Black History in Canada teaching guide

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Black HIstory in Canada teaching guide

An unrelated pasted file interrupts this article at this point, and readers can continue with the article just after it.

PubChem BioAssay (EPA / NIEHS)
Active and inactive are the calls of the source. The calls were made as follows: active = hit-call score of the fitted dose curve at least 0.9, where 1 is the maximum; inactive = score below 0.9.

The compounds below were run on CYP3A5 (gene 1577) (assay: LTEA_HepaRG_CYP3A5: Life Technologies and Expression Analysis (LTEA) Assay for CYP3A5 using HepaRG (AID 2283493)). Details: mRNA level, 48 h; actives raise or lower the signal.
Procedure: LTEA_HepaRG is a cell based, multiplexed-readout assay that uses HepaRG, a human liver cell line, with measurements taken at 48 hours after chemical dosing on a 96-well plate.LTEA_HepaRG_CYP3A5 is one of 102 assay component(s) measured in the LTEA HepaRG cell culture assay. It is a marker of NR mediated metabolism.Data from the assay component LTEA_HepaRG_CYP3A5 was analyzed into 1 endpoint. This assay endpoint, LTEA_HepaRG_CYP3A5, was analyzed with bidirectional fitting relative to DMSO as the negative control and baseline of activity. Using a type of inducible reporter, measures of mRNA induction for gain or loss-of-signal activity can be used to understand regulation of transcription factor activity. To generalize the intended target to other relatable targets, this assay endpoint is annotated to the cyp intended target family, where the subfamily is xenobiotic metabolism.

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  BLACK HISTORY   in   CANADA EDUCATION GUIDE The  HISTORICA-DOMINION INSTITUTE in partnership with   TD BANK GROUP  presents   2 a  MESSAGE  to  TEACHERS T he largest independent organization dedicated to Canadian history  , identity   and citizenship, The Historica-Dominion Institute is committed to bringing the storiesand experiences o Canada into the classroom. This innovative Education Guide exploresseminal events and personalities in Black Canadian history through engaging discussion andinteractive activities. It was made possible with the generous support o TD Bank Group, whosecommitment to Black history and culture has been celebrated. The purpose o this Guide is toenhance your students’ knowledge and appreciation o the Black Canadian experience, drawing rom Lawrence Hill’s award-winning historical ction, The Book of Negroes  , the remarkable journey o Aminata Diallo and the historic British document known as the “Book o Negroes.” Structuredaround themes o journey, slavery, human rights, passage to Canada and contemporary culture, thisGuide asks students to examine issues o identity, equality, community, and nation-building in botha historical and contemporary context. The tools provided here are supplemented with additionalactivities and resources at the Black History Portal blackhistorycanada.ca  . We hope this Guide willassist you in teaching this important aspect o Canadian history in your English, Social Studies,History or Law classroom.  A Message to Teachers 2 A Message from Lawrence Hill 3Synopsis of The Book of Negroes 3Black History in 4Canada Timeline Journey: The Story of 6 Aminata DialloSlavery and Human Rights 7Passage to Canada: 8Evaluating Historic Sources& Modern Stories of MigrationContemporary Culture 10 TABLE  of  CONTENTSTHE BLACKHISTORY PORTAL    a project of:Sponsored by:In partnership with: Find additional activities and resources on the Black History Portal  blackhistorycanada.ca   3 Lawrence Hill  a  MESSAGE   from    Award-Winning Author   LAWRENCE HILL T hese lines come from a letter written in 1763 to John Watts in New York. Who doyou think wrote the letter? Perhaps a armer in Barbados, South Carolina, or Virginia? Actually, this urgent request or slaves came rom James Murray, Governor o Quebec.The average sixteen-year-old in Canada can tell you something about slavery and abolition in theUnited States. Many o us have read American novels such as Uncle Tom’s Cabin , To Kill a Mockingbird  ,and Roots  .But have we read our own authors such as Dionne Brand, Aua Cooper and George Elliott Clarke? Do we know that the story o Arican-Canadians spans our hundred years, and includes slavery, abolition,pioneering, urban growth, segregation, the civil rights movement and a long engagement in civic lie?I wrote the novel The Book of Negroes  to remove the dehumanizing mask o slavery and to explore an Arican woman’s intimate experiences and emotions as she travels the world in the 18th century. I liketo think that there is a novel or every one o the 3,000 Black Loyalists whose names were entered intothe British naval ledger known as the “Book o Negroes” and who then – as a reward or service to theBritish on the losing side o the American Revolutionary War – were sent by ship rom Manhattan toNova Scotia in 1783. Imagining Aminata Diallo’s lie helped me appreciate the struggles o the 18thcentury Black Loyalists as they travelled back and orth across the Atlantic Ocean, touching down incolonial America, early Canada, West Arica and Europe in pursuit o reedom and home. Luckily or writers and readers, ction helps us see where we have been and who we are now. “  I  must earnestly entreat your assistance, without servants nothing can be done … Black Slaves are certainly the only  people to be depended upon … pray therefore if possible  procure for me two Stout Young fellows … [and] buy for each a clean young wife, who can wash and do the female ofces about a farm, I shall begrudge no price…”     L   I   S   A   S   A   K   U   L   E   N   K   S   Y Synopsis: The Book of Negroes  A  bducted as an 11-year-old child from her village in West Africa  and orced to walk or months to the sea in a cofe—a string o slaves—Aminata Diallo is sent to live as a slave in South Carolina. Years later, she orges her way to reedom, serving the British in theRevolutionary War and registering her name in the historic “Book o Negroes.” This book, an actualdocument, provides a short but immensely revealing record o some 3,000 Black Loyalists who letthe United States or resettlement in Nova Scotia. A trained bookkeeper, Aminata is enlisted to recordthe names o these Arican-Americans travelling to Nova Scotia in pursuit o land and a new way o lie. But when the Loyalists arrive in Canada in 1783, they nd that the haven they’d been seeking issteeped in an oppression all its own. Aminata is among the pioneers o Nova Scotia to settle Shelburne and the neighbouring Black community o Birchtown. Her journey rom slavery to liberation, and her struggle against a world hostileto her colour and her sex, speaks to the experience o a ounding generation o Arican-Canadians. Discussion Questions 1  How would you eel to be taken rom your homeland, never to return? 2  How is the concept o dislocation central to servitude in the experience o enslaved Aricanslike Aminata? 3  Consider the meaning o reedom. Is it signied by the absence o physical captivity, or arethere other requirements to true reedom?  1605  First Black in Canada  The rst Black person thought to have set ooton Canadian soil was Mathieu Da Costa, a reeman who was hired as a translator or Samuel deChamplain's 1605 excursion. 1709 Louis XIV Authorizes Slavery in New France King Louis XIV ormally authorized slavery, whenhe permitted his Canadian subjects to own slaves, in ull proprietorship. 1776  Free Negroes ReachNova Scotia  The British promised land, reedom and rightsto slaves and ree Blacks in exchange or serviceduring the American Revolution, 1775-1783. 26-27  J  uly 1784 Canada's First Race-RiotRocks Nova Scotia  The Black Loyalists were among the rstsettlers in Shelburne, Nova Scotia. On itsringes they established their own com-munity, Birchtown. When hundreds o  White, disbanded soldiers ound themselvescompeting or jobs with Black neighbours who were paid less or the same work,hostilities caused a riot. 1790  Imperial Statute   The Imperial Statute o 1790 eectively allowed settlers to bring enslaved personsto Upper Canada. Under the statute, theenslaved had only to be ed and clothed. 15  J  anuary 1792 The Black Loyalist Exodus The diculty o supporting themselves in the aceo widespread discrimination convinced almost1,200 Black Loyalists to leave Haliax and relocateto Arica (Sierra Leone). 19 J  une 1793 Lieutenant-Governor John GravesSimcoe's Anti-Slave Trade Bill    Attorney General White introduced Lieutenant-Governor John Graves Simcoe’s anti-slavery measure and it passed, although it was not a totalban on slavery but a gradual prohibition. 22 July 1796  The Maroons Land at Halifax  A group o 600 reedom-ghters called Maroonslanded at Haliax. These immigrants came rom the Jamaican community o escaped slaves, who hadguarded their reedom or more than a century andought o countless attempts to re-enslave them. 1812-1815  The Coloured Troops & the War of 1812 Thousands o Black volunteers ought or theBritish during the War o 1812. 1815 - 1860  The Underground Railroad Canada's reputation as a sae haven or Blacksgrew during and ater the War o 1812. Between1815 and 1860, tens o thousands o Arican- Americans sought reuge in Canada via thelegendary Underground Railroad. 28  A  ugust 1833 British Parliament Abolishes Slavery  Slavery was abolished throughout the Britishcolonies by an Imperial Act which became eec-tive 1 August 1834. Many Canadians continue tocelebrate August 1 as Emancipation Day. 26     F  ebruary 1851   Formation of Canadian Anti-Slavery Society  The number o abolitionistsympathizers grew in Canada in the 1850s-1860s. The Anti-Slavery Society o Canada wasormed, to aid in the extinctiono Slavery all over the world. BLACK HISTORY   4     “   V   I   E   W   O   F   T   H   E   F   U   L   I   T   O   W   N   A   N   D   P   L   A   N   T   A   T   I   O   N   S   A   B   O   U   T   I   T .   ”   A   N   E   X   A   M   P   L   E   O   F   A   N   A   F   R   I   C   A   N   V   I   L   L   A   G   E   /   T   R   A   C   Y   W .   M   C   G   R   E   G   O   R   L   I   B   R   A   R   Y   O   F   A   M   E   R   I   C   A   N   H   I   S   T   O   R   Y ,   U   N   I   V   E   R   S   I   T   Y   O   F   V   I   R   G   I   N   I   A   L   I   B   R   A   R   Y ,   ‘   B   E   D   F   O   R   D   B   A   S   I   N   N   E   A   R   H   A   L   I   F   A   X   ’ ,   C   A .  1   8  3   5 ,   B   Y   R   O   B   E   R   T   P   E   T   L   E   Y   /   L   I   B   R   A   R   Y   A   N   D   A   R   C   H   I   V   E   S   C   A   N   A   D   A ,   ‘   A   B   L   A   C   K   W   O   O   D   C   U   T   T   E   R   A   T   S   H   E   L   B   U   R   N   E ,   N   O   V   A   S   C   O   T   I   A  1  7   8   8   ’ ,   B   Y   W .   B   O   O   T   H .   /   W .   B   O   O   T   H   /   W .   H .   C   O   V   E   R   D   A   L   E   C   O   L   L   E   C   T   I   O   N ,   L   I   B   R   A   R   Y   A   N   D   A   R   C   H   I   V   E   S   C   A   N   A   D   A ,   B   L   A   C   K   F   L   E   E   T   F   R   O   M   N   O   V   A   S   C   O   T   I   A   E   N   R   O   U   T   E   T   O   F   R   E   E   T   O   W   N ,   S   I   E   R   R   A   L   E   O   N   E   S   K   E   T   C   H   E   D   B   Y   J   O   H   N   C   L   A   R   K   S   O   N   /   G   V   C   L   A   R   K   S   O   N ,   M   A   N   U   S   C   R   I   P   T   S ,   N   E   W  -   Y   O   R   K   H   I   S   T   O   R   I   C   A   L   S   O   C   I   E   T   Y ,   P   O   R   T   R   A   I   T   O   F   J   O   H   N   G   R   A   V   E   S   S   I   M   C   O   E   B   Y   J   E   A   N   L   A   U   R   E   N   T   M   O   S   N   I   E   R .   /   C   O   U   R   T   E   S   Y   O   F   T   O   R   O   N   T   O   P   U   B   L   I   C   L   I   B   R   A   R   Y   S   T   I   L   L   F   R   O   M   U   N   D   E   R   G   R   O   U   N   D   R   A   I   L   R   O   A   D   H   E   R   I   T   A   G   E   M   I   N   U   T   E   /   T   H   E   H   I   S   T   O   R   I   C   A  -   D   O   M   I   N   I   O   N   I   N   S   T   I   T   U   T   E